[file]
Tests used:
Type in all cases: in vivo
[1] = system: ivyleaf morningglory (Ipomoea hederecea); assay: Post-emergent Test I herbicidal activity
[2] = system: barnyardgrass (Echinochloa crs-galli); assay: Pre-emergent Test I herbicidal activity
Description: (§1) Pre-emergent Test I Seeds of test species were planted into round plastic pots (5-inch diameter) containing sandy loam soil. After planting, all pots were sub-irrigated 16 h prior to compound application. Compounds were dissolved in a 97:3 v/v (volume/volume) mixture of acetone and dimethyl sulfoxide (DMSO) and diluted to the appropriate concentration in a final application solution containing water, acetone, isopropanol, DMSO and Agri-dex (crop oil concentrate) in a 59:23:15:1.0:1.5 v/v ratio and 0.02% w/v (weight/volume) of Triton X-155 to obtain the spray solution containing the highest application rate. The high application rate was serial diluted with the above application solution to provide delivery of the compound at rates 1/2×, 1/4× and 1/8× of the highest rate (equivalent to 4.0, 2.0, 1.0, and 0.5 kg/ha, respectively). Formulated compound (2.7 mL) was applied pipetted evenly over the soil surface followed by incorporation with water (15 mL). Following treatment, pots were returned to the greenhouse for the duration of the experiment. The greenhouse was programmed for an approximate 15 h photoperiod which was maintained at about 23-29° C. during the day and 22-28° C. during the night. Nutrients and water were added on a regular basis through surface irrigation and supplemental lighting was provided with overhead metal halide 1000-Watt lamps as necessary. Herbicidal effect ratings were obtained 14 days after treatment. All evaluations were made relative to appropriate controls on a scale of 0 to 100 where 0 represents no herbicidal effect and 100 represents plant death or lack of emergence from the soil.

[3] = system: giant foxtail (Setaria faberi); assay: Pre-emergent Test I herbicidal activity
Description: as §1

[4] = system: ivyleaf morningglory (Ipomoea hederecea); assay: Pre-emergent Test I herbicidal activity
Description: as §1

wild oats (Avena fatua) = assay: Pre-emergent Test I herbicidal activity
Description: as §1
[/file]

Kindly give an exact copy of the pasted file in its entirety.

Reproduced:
Tests used:
Type in all cases: in vivo
[1] = system: ivyleaf morningglory (Ipomoea hederecea); assay: Post-emergent Test I herbicidal activity
[2] = system: barnyardgrass (Echinochloa crs-galli); assay: Pre-emergent Test I herbicidal activity
Description: (§1) Pre-emergent Test I Seeds of test species were planted into round plastic pots (5-inch diameter) containing sandy loam soil. After planting, all pots were sub-irrigated 16 h prior to compound application. Compounds were dissolved in a 97:3 v/v (volume/volume) mixture of acetone and dimethyl sulfoxide (DMSO) and diluted to the appropriate concentration in a final application solution containing water, acetone, isopropanol, DMSO and Agri-dex (crop oil concentrate) in a 59:23:15:1.0:1.5 v/v ratio and 0.02% w/v (weight/volume) of Triton X-155 to obtain the spray solution containing the highest application rate. The high application rate was serial diluted with the above application solution to provide delivery of the compound at rates 1/2×, 1/4× and 1/8× of the highest rate (equivalent to 4.0, 2.0, 1.0, and 0.5 kg/ha, respectively). Formulated compound (2.7 mL) was applied pipetted evenly over the soil surface followed by incorporation with water (15 mL). Following treatment, pots were returned to the greenhouse for the duration of the experiment. The greenhouse was programmed for an approximate 15 h photoperiod which was maintained at about 23-29° C. during the day and 22-28° C. during the night. Nutrients and water were added on a regular basis through surface irrigation and supplemental lighting was provided with overhead metal halide 1000-Watt lamps as necessary. Herbicidal effect ratings were obtained 14 days after treatment. All evaluations were made relative to appropriate controls on a scale of 0 to 100 where 0 represents no herbicidal effect and 100 represents plant death or lack of emergence from the soil.

[3] = system: giant foxtail (Setaria faberi); assay: Pre-emergent Test I herbicidal activity
Description: as §1

[4] = system: ivyleaf morningglory (Ipomoea hederecea); assay: Pre-emergent Test I herbicidal activity
Description: as §1

wild oats (Avena fatua) = assay: Pre-emergent Test I herbicidal activity
Description: as §1